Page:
Tabula geographica generalis Imperii Russici ad normam novissimarum observationum astronomicarum concinnata a Ioh. Trescotio et Jac. Schmidio.
A beautiful map of the Russian Empire in the era of Catherine the Great.
This is an impressive, large format 1784 map of the Russian Empire using a conic projection printed on three sheets. It was produced in the middle part of Catherine the Great’s reign when Russia had become established as one of Europe’s premier powers. The great monarch herself is depicted at bottom-right in a vignette illustration, holding a map that very much resembles the present one.
The map is extremely detailed and was especially an improvement on earlier maps in the documentation of rivers, mountains, and ethnic groups in Siberia. The Aleutian Islands, which would later bear Catherine’s name, are shown on the far right, divided into two groups and without the Alaskan mainland (although Russian traders were already active in the area, Russian Alaska was not formally established until 1799). The depiction of Sakhalin and the Kuril Islands is also notable, as the former was not well-mapped until the voyage of La Pérouse in 1787 and the latter not until the expedition of Khudyakov in 1790-1792. Scales are provided at bottom-left in German miles and Russian verstes. A large watermark can be seen towards top-right when held to the light.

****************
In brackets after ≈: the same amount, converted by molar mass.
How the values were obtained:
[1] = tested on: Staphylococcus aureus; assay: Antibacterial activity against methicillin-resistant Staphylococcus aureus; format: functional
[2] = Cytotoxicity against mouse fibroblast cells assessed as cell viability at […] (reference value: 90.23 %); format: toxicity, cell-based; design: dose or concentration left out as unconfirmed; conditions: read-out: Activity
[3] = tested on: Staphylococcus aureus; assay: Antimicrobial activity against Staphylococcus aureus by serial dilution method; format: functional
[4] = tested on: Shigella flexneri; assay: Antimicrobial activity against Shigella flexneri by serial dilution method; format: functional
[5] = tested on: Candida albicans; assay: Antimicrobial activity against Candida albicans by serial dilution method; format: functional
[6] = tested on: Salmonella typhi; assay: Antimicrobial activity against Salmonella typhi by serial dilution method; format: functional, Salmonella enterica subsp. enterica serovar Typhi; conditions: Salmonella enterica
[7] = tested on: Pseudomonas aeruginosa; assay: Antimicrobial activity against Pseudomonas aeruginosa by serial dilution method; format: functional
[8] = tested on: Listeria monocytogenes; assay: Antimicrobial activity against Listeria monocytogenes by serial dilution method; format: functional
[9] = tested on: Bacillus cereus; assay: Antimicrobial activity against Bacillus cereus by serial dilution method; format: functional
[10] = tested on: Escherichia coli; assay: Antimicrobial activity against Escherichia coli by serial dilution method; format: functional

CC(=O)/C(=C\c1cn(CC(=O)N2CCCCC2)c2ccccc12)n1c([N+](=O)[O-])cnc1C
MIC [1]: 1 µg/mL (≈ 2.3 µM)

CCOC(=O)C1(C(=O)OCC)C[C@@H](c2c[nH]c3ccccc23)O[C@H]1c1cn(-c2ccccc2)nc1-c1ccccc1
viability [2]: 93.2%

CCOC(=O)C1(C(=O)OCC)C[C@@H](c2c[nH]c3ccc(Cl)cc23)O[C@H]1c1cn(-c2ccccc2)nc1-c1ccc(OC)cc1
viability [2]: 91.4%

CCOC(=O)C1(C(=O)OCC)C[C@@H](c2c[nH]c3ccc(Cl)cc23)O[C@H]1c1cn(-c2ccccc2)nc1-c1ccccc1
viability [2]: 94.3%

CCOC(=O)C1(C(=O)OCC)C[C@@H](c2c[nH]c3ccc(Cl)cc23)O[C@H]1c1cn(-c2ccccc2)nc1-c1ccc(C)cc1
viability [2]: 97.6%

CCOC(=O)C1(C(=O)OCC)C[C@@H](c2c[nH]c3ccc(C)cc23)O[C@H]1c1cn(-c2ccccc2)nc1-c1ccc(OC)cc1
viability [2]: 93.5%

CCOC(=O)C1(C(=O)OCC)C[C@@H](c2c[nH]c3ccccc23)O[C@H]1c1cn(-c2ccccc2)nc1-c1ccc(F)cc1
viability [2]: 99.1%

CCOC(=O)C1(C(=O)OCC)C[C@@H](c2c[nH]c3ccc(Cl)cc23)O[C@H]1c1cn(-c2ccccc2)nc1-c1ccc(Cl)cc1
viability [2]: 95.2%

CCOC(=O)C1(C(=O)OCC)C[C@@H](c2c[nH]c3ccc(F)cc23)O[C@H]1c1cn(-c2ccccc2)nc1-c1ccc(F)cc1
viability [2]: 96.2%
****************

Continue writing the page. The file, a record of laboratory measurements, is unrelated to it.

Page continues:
Under Catherine, the Russian empire expanded to the south and west at the expense of the Ottomans, Poland-Lithuania, and other neighboring states. Much of present-day Ukraine and the eastern part of Belarus were added to the Russian Empire during her reign prior to this map’s publication (the governorates at bottom-left), while more lands would be conquered from Poland-Lithuania and Persia in the following years.
This map was produced by Jakob Friedrich Schmidt and Ivan Truscott (often as Treskot), and was engraved by Tobias Konrad Lotter in Augsburg. Schmidt and Truscott completed a survey of Russia in 1776 for the Russian Imperial Academy of Sciences that was a significant improvement on earlier mapping of the empire, which had relied on the surveys of De l’Isle in the 1750s and 1760s. This map is a condensed form of the information present in the full survey. This map was initially produced in St. Petersburg in 1776, then in 1782 in Venice, engraved by Remondini, and finally the present printing by Lotter in 1784, with its distinctive vivid coloration. A reduced single-sheet atlas edition was also published in the style of Lotter in the mid-late 1780s.
Very good. Three sheets joined. Middle sheet slightly toned. Minor wear at the margins. Beautiful color.